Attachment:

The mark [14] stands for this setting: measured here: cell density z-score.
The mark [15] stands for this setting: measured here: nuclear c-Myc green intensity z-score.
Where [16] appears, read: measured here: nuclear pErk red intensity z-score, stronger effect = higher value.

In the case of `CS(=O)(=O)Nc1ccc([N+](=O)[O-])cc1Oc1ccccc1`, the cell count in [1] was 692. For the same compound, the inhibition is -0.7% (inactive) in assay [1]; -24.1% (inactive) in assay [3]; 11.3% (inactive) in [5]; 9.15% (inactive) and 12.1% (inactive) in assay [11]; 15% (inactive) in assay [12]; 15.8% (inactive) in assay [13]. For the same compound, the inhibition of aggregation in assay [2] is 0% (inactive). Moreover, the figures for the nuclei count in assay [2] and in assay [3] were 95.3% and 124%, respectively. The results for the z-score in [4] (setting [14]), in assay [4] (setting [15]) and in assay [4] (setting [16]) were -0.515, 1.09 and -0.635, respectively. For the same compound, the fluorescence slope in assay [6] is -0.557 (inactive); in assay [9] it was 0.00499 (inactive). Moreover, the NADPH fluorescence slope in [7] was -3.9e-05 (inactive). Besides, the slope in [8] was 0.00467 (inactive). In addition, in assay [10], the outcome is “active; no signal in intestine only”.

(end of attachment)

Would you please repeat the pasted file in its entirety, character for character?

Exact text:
The mark [14] stands for this setting: measured here: cell density z-score.
The mark [15] stands for this setting: measured here: nuclear c-Myc green intensity z-score.
Where [16] appears, read: measured here: nuclear pErk red intensity z-score, stronger effect = higher value.

In the case of `CS(=O)(=O)Nc1ccc([N+](=O)[O-])cc1Oc1ccccc1`, the cell count in [1] was 692. For the same compound, the inhibition is -0.7% (inactive) in assay [1]; -24.1% (inactive) in assay [3]; 11.3% (inactive) in [5]; 9.15% (inactive) and 12.1% (inactive) in assay [11]; 15% (inactive) in assay [12]; 15.8% (inactive) in assay [13]. For the same compound, the inhibition of aggregation in assay [2] is 0% (inactive). Moreover, the figures for the nuclei count in assay [2] and in assay [3] were 95.3% and 124%, respectively. The results for the z-score in [4] (setting [14]), in assay [4] (setting [15]) and in assay [4] (setting [16]) were -0.515, 1.09 and -0.635, respectively. For the same compound, the fluorescence slope in assay [6] is -0.557 (inactive); in assay [9] it was 0.00499 (inactive). Moreover, the NADPH fluorescence slope in [7] was -3.9e-05 (inactive). Besides, the slope in [8] was 0.00467 (inactive). In addition, in assay [10], the outcome is “active; no signal in intestine only”.